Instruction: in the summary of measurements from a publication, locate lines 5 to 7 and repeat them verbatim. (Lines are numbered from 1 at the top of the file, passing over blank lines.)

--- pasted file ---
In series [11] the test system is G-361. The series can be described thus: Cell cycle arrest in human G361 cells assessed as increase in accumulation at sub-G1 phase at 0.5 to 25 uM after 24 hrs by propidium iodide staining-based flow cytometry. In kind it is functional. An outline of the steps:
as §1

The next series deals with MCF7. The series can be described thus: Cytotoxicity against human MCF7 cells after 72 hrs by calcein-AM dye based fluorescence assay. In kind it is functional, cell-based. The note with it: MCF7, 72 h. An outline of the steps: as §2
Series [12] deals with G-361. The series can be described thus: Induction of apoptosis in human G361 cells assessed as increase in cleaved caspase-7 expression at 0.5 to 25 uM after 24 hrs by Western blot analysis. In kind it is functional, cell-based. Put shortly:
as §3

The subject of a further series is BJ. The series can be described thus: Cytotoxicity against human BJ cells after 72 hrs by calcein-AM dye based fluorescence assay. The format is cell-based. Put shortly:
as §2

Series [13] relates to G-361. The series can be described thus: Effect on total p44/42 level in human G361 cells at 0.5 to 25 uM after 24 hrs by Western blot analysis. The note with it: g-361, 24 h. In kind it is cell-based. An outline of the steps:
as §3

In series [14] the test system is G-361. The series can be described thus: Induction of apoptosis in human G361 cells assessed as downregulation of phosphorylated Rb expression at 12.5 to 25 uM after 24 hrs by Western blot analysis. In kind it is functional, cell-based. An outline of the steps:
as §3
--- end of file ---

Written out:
as §3

The subject of a further series is BJ. The series can be described thus: Cytotoxicity against human BJ cells after 72 hrs by calcein-AM dye based fluorescence assay. The format is cell-based. Put shortly:
as §2